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Why Nicolas Anelka was wrong before and continues to be wrong now

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So this is Nicolas Anelka’s defense? His lame, ongoing efforts to defend those controversial actions from last month essentially boil down to this:

He is neither anti-semitic nor racist – he just publicly honors those who might be.

Seriously? That’s what he wants to go with?

Let’s take the West Brom man at his word. Let’s assume for a moment that Anelka truly harbors no anti-Semitic views whatsoever. Let’s take Anelka’s word that his recent, highly controversial celebratory gesture really was, as he continues to suggest, an effort at a benign tribute to his friend, French comedian Dieudonné.

He really wants to “honor” this guy?

Even that is a remarkably silly and thoughtless thing to do, utterly tone deaf at the very least. I suppose we can debate whether players should face sanction for silly, thoughtless acts. Either way, Anelka is currently staring at five-game ban or more if the English FA finds him guilty of making an “abusive” gesture.

A little humble admission of having done something wrong or, at very least brainless, might go a long way here.

(MORE: Anelka defends ‘quenelle’ gesture after FA charge)

We pay tribute to fallen soldiers, to fallen figures, to victims or to the truly oppressed. Sometimes athletes’ celebrations may recognize family members or – and who could ever get upset at this one? – the birth of a child. “Right on,” most of us say to any of that.

But let’s take a quick look at Dieudonné … and then ask, “why pay tribute to such an individual?”

This New York Times story from last year says the spotlight has dimmed significantly on the once-famous French comic.

Dieudonné’s career has gone off the rails. After lashing out at Jews, playing down the importance of the Holocaust in shows and interviews, and becoming politically active in the name of what he calls anti-Zionism, he has become a pariah in France.

And there was this recent piece from Esquire, one that leaves us to wonder if something even more brainless is at work here? “It may have started out as a gesture of defiance but lately it’s turned into a game,” the Esquire article says, where provocateurs look for the most public places to make the gesture.

All of this came out before Anelka’s dim and grim goal celebration on Dec. 28. The point is, everyone paying attention in France knows what this guy Dieudonné is all about. Anelka certainly does.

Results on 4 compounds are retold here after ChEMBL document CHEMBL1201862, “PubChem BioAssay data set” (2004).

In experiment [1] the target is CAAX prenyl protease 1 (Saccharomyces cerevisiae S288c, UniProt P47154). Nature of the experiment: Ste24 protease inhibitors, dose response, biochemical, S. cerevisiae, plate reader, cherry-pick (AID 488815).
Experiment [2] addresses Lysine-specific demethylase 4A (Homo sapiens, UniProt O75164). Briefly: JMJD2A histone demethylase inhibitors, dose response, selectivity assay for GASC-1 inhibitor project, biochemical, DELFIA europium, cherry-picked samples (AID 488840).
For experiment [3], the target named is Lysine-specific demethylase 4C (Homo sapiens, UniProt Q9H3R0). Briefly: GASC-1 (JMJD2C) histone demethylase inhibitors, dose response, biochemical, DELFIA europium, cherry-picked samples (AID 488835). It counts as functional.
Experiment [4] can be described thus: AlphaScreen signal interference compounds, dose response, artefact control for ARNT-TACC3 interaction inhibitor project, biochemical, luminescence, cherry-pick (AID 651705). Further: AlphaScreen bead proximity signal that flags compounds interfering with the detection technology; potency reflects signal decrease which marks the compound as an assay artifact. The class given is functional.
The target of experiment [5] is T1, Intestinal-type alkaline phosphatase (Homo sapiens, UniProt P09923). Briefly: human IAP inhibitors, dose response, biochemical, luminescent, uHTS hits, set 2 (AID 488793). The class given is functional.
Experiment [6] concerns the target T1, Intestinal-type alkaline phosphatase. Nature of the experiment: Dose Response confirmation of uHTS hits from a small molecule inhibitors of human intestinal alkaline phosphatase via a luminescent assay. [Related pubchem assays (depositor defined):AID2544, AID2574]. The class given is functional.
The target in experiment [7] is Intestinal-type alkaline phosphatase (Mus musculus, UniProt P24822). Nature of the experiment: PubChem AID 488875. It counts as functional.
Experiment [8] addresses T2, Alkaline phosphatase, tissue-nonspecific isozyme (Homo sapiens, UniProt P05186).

Anelka and other pro athletes get lots of money; they take plenty out of society. Whether they like it or not, some degree of responsibility comes with that paycheck. They don’t have to use their position for advocacy or public service (although plenty do), but the very least we can expect is that they understand exactly what they are saying or doing with highly public gestures.

Even without warming up all those old debates over “role models,” can’t we agree at very least that there is some responsibility to act in socially responsible ways?

Really, it’s worth asking if the guy thought this thing through one little bit?

Anelka may not be directly promoting or advocating anti-semitism, but how much better is it to honor a guy with a notorious association with it?

Ronaldo shows no sign of injury while hanging with Conor McGregor

instagram.com/cristiano/
instagram.com/cristiano/
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Cristiano Ronaldo may not be ready for the UEFA Super Cup, but he’s no longer limping around.

To explore the Real Madrid superstar’s Instagram is to see Ronaldo, sometimes clothed, hanging out with celebrities.

In the last couple weeks we’ve seen him with Eva Longoria, Jennifer Lopez, and now his “bro” Conor McGregor.

[ MORE: Who wins the League of Hate? ]

Wait, what?

Yeah, Ronaldo is friends with the MMA star, and showed no ill form (and no brace of any kind) in several posed photos with McGregor.

Although admittedly, McGregor’s IG game is a bit better: The Irish fighter posted a photo of himself sunning in his briefs with the caption, “I’m gonna get him on the Forbes list by next year. But I’m gonna get him on the tan by next week.”